Since I began writing this analysis some of its arguments have already been vindicated. The motor industry is undergoing a considerable restructuring. Chrysler has been sent into bankruptcy in order to facilitate its take-over by Fiat. GM is undergoing the same process. Even in Britain LDV is going bankrupt before probably being bought up as scrap by a Malaysian company, just as a few years ago a Chinese Company picked up – literally by physically transporting the plant and equipment – MG Rover, and Tata picked up Jaguar/Land Rover. At the same time, the US has begun to promote a green agenda based on pumping lots of money into development of technology and products aimed at reducing US dependence on fossil fuels. Whatever, the problems and malaise of US Capital over the last 30 years, and the likelihood of its relative decline on the world stage, no one should doubt the capacity either of the US state, or of US entrepreneurs to make huge strides and developments in that direction when they set their mind, and more importantly their Capital and Labour towards it. But, as stated earlier it is the vast array of products that enable a wide range of industries to develop, each producing a market for each other that make this development so inevitable and so powerful. I was watching the TV this morning and saw one of the new robotic vacuum cleaners silently and automatically going about its business. Its products like that, which few people currently have, but which in the next few years will become commonplace, the fridges, which automatically keep an inventory of what food you have, draw up your shopping list, and send it to the supermarket, who then deliver your goods – again freeing up Capital and Labour currently tied up in those stores, which will become redundant and available for other purposes, and a vast array of other such products that we haven’t thought about, but which will become everyday items that provide the base for the strength of the economy.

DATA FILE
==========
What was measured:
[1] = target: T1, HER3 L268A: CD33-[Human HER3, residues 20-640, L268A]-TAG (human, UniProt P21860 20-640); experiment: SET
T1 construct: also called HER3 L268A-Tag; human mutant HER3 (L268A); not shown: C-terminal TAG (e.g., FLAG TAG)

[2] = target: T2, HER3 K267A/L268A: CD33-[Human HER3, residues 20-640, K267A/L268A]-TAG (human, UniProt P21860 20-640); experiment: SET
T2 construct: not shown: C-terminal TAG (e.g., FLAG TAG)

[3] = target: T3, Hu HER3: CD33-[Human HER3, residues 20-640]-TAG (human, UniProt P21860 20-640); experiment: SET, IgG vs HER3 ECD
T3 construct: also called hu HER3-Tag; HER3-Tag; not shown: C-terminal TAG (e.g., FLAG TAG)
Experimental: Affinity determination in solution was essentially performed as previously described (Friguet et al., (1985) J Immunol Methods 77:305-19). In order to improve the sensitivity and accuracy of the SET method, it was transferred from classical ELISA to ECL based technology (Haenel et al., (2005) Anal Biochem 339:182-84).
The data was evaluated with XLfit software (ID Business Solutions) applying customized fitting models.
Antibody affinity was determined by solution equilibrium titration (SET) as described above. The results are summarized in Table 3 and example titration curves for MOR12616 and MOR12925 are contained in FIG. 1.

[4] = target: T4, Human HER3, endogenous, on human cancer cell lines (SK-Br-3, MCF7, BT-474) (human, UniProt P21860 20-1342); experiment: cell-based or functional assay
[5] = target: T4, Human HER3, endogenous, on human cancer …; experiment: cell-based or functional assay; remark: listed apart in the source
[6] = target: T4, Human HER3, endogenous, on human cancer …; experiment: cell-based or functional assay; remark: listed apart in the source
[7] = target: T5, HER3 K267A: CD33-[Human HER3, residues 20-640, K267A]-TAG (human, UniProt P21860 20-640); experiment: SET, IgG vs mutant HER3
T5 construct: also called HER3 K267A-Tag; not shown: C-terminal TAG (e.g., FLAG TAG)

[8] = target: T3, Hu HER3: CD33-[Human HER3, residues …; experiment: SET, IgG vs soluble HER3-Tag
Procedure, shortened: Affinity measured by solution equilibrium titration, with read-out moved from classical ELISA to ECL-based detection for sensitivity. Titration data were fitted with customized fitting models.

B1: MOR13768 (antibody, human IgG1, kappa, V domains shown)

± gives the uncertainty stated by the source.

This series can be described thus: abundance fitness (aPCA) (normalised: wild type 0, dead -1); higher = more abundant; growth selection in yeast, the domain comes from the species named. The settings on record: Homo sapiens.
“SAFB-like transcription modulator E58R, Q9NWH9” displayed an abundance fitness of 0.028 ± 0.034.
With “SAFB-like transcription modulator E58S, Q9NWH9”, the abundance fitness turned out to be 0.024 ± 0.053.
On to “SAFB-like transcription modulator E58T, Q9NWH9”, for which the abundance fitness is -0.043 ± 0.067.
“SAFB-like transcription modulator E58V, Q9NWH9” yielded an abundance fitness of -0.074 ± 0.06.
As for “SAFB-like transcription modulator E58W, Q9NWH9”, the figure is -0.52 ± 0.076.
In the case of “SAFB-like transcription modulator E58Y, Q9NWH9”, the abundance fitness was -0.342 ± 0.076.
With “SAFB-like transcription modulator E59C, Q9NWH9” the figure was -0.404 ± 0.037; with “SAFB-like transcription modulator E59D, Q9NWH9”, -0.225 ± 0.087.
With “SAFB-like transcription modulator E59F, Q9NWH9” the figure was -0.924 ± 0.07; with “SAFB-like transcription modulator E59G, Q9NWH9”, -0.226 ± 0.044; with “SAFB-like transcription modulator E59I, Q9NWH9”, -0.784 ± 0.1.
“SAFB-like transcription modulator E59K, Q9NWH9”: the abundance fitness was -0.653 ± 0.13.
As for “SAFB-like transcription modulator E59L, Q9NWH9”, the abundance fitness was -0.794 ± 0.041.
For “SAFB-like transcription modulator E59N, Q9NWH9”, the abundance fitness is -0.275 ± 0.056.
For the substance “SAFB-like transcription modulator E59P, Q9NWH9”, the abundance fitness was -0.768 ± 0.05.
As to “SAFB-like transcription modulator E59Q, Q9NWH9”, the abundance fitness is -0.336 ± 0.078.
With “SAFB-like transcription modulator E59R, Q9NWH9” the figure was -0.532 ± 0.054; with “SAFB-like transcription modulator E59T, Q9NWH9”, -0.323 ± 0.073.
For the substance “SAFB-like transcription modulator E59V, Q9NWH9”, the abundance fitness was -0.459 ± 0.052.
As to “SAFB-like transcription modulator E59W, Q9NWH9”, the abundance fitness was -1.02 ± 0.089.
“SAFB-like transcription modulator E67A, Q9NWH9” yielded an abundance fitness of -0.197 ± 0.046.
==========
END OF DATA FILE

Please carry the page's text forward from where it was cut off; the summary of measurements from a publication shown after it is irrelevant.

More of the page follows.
The questions have turned more to how is the massive amount of borrowing, and expansion of expenditure to be paid for? As I have said in my blog Paying For The Crisis I think much of the Left has this wrong again. It assumes – and the bourgeois media lead us all to believe – that the massive levels of expenditure resorted to as part of the fiscal stimulus will have to mean swingeing cuts in that spending in the next few years. Already, I have heard right-wing pundits on CNBC decrying Public Service workers pensions, railing against the Tube strike etc., and arguing for a restriction on the right to strike for Public Sector workers, along with renewed attacks on Public Sector Pensions and so on, as a simple way to reduce Public Spending. But, its precisely the Tube Strikes, which show the flaw in this argument. Prior to the recession militancy was clearly rising, not just in Britain but across Europe. The tanker drivers in Britain had won a big pay rise, members of IG-Metall had won large rises in Germany, French workers were facing down the newly elected Sarkozy Government. That is typical of this stage of the Long Wave. The Tube strikes, and the refinery strikes, show that this militancy is still there. Once the recession is over, and growth clearly resumes – even if unemployment doesn’t immediately fall in response – workers will feel their confidence and strength increasing once again. That militancy will increase. Under those conditions its unlikely that the Government – Labour or Tory – will go all out to defeat them, when a simpler alternative exists. That alternative is simply to inflate away the debt. Nor does that inflation mean that the higher prices of those Public Services then necessarily become a burden requiring real term cuts. When people bought houses in the 1960’s and racked up what seemed like large amounts of debt at the time, the fact that this debt was inflated away did not make the other areas of their current expenditure – food, clothing, etc. – less affordable because that inflation had raised their prices. On the contrary, the inflating away of the debt – the Capital sum of their mortgage – made those other things MORE affordable, despite their now higher prices, precisely because the inflating away of that debt, left them with a much greater proportion of disposable income to spend on those other items!